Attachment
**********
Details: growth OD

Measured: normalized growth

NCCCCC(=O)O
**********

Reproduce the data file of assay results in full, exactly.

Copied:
Details: growth OD

Measured: normalized growth

NCCCCC(=O)O